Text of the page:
Arctic drilling just got harder to finance
It’s Tuesday, January 15, and a major bank is saying no to funding Arctic drilling.
International banking giant Barclays will likely reject opportunities to finance oil and gas drilling in Alaska’s Arctic National Wildlife Refuge. According to the new policy announced on Monday, clients pursuing oil and gas drilling efforts will face “enhanced due diligence” — a thorough investigation of their riskiness. This will make it all the more difficult for projects to meet the bank’s new criteria.
Barclays is not the only U.K. bank to lay out climate change-based rules for how it will conduct business with companies involved in carbon-heavy industries, such as oil and coal. HSBC, RBS, and Lloyds outlined their own environmental commitments last year.
“Major financial institutions are beginning to stand with the overwhelming majority of Americans and doing what the Trump administration refuses to do: protect the Arctic Refuge,” Lena Moffitt of the Sierra Club said in a statement. (Meanwhile, the Trump administration is going out of its way to make sure the partial government shutdown doesn’t interrupt plans for offshore drilling.)
However, some environmental groups criticized Barclays for not going further and explicitly cutting ties with coal and tar sands extraction projects. In a statement, Greenpeace said Barclays’ new policy would put it “on the wrong side of history” if it doesn’t pull out of all current financing.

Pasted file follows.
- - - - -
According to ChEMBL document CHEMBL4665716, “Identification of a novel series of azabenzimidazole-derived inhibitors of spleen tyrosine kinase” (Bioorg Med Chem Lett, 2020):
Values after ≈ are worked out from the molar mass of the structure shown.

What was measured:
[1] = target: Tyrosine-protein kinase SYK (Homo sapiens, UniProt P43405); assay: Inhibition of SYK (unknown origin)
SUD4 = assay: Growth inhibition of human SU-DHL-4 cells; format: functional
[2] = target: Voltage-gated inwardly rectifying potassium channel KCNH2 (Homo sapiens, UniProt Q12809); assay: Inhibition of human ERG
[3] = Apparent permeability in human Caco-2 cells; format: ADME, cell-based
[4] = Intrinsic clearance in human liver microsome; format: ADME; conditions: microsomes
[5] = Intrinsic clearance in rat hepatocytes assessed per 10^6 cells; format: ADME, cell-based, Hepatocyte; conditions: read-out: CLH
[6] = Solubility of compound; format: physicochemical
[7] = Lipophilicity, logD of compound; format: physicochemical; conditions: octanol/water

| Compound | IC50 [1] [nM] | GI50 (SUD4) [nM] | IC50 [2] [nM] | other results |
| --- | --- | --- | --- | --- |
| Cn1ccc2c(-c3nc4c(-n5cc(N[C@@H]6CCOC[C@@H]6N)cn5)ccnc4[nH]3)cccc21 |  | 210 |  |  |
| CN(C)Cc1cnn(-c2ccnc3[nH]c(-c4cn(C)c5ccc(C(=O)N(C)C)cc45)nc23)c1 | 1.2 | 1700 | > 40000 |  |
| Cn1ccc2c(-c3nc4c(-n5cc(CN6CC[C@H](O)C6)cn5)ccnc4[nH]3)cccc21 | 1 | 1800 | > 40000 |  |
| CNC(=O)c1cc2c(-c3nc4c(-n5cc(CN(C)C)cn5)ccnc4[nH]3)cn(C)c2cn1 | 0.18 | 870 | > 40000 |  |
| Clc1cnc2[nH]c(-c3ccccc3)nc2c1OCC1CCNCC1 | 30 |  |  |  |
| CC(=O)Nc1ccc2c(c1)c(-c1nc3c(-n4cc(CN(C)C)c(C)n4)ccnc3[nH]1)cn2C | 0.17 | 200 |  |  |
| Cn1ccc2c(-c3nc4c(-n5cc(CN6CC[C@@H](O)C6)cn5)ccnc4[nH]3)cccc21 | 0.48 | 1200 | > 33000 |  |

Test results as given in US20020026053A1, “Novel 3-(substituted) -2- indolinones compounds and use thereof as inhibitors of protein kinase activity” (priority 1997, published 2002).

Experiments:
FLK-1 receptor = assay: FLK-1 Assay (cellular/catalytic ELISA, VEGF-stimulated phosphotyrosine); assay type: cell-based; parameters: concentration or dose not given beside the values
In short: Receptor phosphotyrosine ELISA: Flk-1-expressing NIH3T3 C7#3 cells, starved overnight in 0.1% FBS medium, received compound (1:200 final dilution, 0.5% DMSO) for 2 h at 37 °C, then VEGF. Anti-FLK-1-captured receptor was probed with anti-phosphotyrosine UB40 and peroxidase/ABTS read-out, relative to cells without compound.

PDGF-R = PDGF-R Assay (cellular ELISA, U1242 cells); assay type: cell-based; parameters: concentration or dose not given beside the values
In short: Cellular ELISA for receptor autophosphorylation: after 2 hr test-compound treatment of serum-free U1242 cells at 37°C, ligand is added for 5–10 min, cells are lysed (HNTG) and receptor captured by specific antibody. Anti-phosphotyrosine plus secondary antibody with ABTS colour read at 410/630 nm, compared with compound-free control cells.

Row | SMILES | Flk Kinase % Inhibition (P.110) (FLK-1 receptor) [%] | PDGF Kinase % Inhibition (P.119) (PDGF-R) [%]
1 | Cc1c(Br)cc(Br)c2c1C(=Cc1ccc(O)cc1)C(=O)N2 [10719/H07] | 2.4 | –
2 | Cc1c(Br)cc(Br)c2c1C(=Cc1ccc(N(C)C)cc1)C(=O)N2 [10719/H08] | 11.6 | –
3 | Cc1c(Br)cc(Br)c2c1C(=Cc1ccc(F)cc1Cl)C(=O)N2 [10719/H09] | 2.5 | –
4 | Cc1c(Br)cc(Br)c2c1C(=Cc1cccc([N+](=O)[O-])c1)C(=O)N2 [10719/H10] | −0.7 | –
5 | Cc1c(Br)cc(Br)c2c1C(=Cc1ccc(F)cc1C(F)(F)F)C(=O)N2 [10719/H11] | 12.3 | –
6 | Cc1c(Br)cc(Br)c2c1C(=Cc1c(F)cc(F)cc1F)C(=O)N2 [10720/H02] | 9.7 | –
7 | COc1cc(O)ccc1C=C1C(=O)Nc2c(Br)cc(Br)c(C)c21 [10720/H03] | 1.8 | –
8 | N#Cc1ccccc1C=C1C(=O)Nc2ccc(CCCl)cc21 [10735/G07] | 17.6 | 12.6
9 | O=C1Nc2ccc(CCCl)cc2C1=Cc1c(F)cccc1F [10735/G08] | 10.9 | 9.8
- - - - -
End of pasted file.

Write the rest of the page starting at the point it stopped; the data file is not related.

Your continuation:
Antarctic glaciers are melting at an unprecedented rate. A study published on Monday in the Proceedings of the National Academy of Sciences found that Antartica has lost 252 billion tons of ice per year since 2009. Compare that to the 40 billion tons of ice lost each year between 1979 and 1989.
The Environmental Protection Agency has hit a 30-year low in the number of pollution cases it has referred for criminal prosecution, according to Justice Department data. It doesn’t help that under the current partial government shutdown, pollution inspectors are unable to perform their jobs.
Neomi Rao, President Trump’s nominee to replace Supreme Court Justice Brett Kavanaugh on the federal bench, isn’t just a climate denier — she’s also questioned the existence of racial and sexual discrimination and wrote that sexual assault survivors are partially to blame for date rape. Rumor has it she’s also on Trump’s shortlist for the Supreme Court.